(Note: this and the following posts use the “nanoexec” code located at http://github.com/imagecraft and in the JumpStart C for Cortex-M demo install. However, for brevity, some details and data structure fields are omitted.)

(The second and last part if now posted here }

Writing a basic multitasking executive is a fairly simple exercise. The basic concept is that a CPU runs a "task" - which is a sequence of code (e.g. a function running an infinite loop) - that, at some point, switches to another task. If task switching (also known as context switching) occurs only when a task explicitly yields control of the CPU, then it is called "cooperative multitasking". If task switching happens periodically, i.e.: through some kind of timer interrupt, then it is known as "preemptive multitasking". Nominally, preemptive multitasking may be slower than cooperative multitasking, but in the world of 32-bit CPUs, there is really no reason not to use preemptive multitasking.

What's the difference? A Multitasking Executive vs. a Kernel

A multitasking executive is a program that manages task switching, and a kernel is a multitasking executive that also provides other services such as timers, inter-task communications, memory management etc.

(click post to read more...)


Preserving the Task State

To preserve the state of a task so that it can be paused and resumed, you only need to preserve the CPU registers. Global objects, i.e. global variables in C, may be modified by different tasks, and are not preserved across context switching. To further localize the state of a task, each task must have its own stack for allocation of local variables and function calling.

The Task Control Block

Nanoexec uses a structure called the Task Control Block to preserve the state of a task:

typedef struct {
    unsigned sp; //The task's current stack pointer
    unsigned flags; //Status flags includes activity status,etc

 You might ask: "Hey; what happened to the rest of the CPU registers?" It turns out that it is very easy to push the CPU registers onto the task’s stack during context switching! Therefore, it is sufficient to store just the stack pointer, as the entire CPU register set is stored on the stack.


Non-Cortex-M0 devices, e.g. M3, M4, and M7 devices) have two stack pointers: Master Stack Pointer (MSP) and Process Stack Pointer (PSP), of which only one is being used by the system as the current stack pointer at any given time. (Note that the number of stack pointers has nothing to do with the tasks’ stacks, per se.)

There are different ways of using the two stack pointers. For a multitasking system, the most straightforward way is to use the MSP for interrupt processing and running kernel code, and use the PSP when tasks are running.

Using the SYSTICK Timer to Provide Portable Timer Interrupts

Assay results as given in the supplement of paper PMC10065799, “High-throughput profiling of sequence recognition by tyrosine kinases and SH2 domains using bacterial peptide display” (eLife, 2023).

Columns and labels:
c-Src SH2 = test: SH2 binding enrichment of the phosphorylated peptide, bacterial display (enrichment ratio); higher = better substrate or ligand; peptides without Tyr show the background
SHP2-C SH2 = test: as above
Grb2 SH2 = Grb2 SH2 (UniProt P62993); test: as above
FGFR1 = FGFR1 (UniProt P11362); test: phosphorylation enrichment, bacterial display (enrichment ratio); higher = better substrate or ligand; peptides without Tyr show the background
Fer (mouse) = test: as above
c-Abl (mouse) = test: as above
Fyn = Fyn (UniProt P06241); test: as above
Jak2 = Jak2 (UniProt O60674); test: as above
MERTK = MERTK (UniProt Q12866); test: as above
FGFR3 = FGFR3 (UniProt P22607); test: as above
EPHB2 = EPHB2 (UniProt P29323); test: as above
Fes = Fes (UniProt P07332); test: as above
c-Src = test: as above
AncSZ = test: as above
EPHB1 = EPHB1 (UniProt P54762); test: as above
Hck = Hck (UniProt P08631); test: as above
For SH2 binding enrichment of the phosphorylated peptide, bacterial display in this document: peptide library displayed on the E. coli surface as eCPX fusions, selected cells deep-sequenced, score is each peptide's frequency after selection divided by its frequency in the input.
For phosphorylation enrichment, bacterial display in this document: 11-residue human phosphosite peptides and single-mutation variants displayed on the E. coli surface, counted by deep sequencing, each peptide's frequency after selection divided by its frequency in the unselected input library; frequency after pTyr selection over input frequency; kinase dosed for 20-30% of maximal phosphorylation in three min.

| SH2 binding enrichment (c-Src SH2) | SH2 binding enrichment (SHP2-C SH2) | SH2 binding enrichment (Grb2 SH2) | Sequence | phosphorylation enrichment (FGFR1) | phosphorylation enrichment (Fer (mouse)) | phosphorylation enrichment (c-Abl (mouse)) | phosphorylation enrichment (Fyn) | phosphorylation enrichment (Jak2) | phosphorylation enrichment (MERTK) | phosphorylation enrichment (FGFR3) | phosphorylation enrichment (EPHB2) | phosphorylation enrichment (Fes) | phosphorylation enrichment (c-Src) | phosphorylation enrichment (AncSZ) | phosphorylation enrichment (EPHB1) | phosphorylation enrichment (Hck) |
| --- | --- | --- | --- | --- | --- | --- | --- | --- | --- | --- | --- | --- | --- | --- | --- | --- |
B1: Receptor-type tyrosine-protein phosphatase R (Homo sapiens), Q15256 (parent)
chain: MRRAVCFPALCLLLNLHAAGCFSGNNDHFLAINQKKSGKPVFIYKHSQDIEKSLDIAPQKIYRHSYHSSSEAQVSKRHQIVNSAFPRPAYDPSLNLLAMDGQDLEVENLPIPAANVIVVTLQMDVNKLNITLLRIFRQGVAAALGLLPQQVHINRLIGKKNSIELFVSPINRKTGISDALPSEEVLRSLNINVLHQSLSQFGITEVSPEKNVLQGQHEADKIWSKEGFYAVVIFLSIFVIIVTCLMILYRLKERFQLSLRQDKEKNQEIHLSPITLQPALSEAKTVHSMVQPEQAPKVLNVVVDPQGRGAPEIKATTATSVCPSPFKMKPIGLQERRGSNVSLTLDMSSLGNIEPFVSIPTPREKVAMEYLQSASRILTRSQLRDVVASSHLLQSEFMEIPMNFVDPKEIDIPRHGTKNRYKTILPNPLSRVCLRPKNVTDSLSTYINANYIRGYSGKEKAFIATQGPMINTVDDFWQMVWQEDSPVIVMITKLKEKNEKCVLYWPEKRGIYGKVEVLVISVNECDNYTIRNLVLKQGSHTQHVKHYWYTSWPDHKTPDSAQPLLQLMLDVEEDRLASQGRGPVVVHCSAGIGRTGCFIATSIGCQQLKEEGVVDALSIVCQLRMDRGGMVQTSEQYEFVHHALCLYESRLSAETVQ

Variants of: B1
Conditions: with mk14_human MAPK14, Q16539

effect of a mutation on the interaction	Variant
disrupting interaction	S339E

The Cortex-M architecture defines a SYSTICK timer which  most (if not all) Cortex-M devices implement. Thus, a Cortex-M executive can be written portably using the SYSTICK timer as the source of the periodic interrupt, without relying on device-specific timers.

Typically a rate of one interrupt per millisecond is used for multitasking executives: it’s fast enough to give reasonable responsiveness to the system, but slow enough to not to add too much kernel overhead to the system.

Saving A Task’s Context

When an interrupt happens, the Cortex-M CPU automatically pushes the registers R0 to R3, R12, LR (Link Register, or R14), and PC (Program Counter, or R15) onto the stack being pointed to by the PSP. LR is then loaded with an exception code indicating whether MSP or the PSP was used at the time of the interrupt, then MSP is used as the stack pointer since the CPU is now running interrupt handler (and kernel) code.

To exit an interrupt handler, set the PSP to the value at the time of the interrupt, and with LR containing the exception code, the instruction “BX LR” will return control to the interrupted code.

Context Switch

Using SYSTICK interrupts, the basic technique of context switching is: in the SYSTICK interrupt handler, you save the rest of the CPU registers (e.g. R4 to R11, R13, and LR) and store PSP in the task’s TCB (this is the “sp” field of the TCB above). Note that this LR contains the exception return code, whereas the LR automatically pushed by the CPU contains the value of R14/LR of the interrupted code.

To resume a task at the end of of the SYSTICK interrupt handler, after a new task is selected, you set the PSP to the task’s TCB, restore R4 to R11, R13, and LR, then execute the instruction “BX LR” and execution resumes where it was interrupted.


The algorithm to select which task to run during context switching is called the scheduling algorithm. There are many different scheduling algorithms, depending on whether the kernel supports priorities, and whether it supports “real time” operations - e.g. data coming in from a port that may need immediate attention or else it may be dropped. (We will discuss scheduling in another blog post.)


This post examines the basic theory of a multitasking executive. The next few posts will look at the actual implementation of nanoexec and other issues, such as how to create new tasks etc.

Happy coding! :)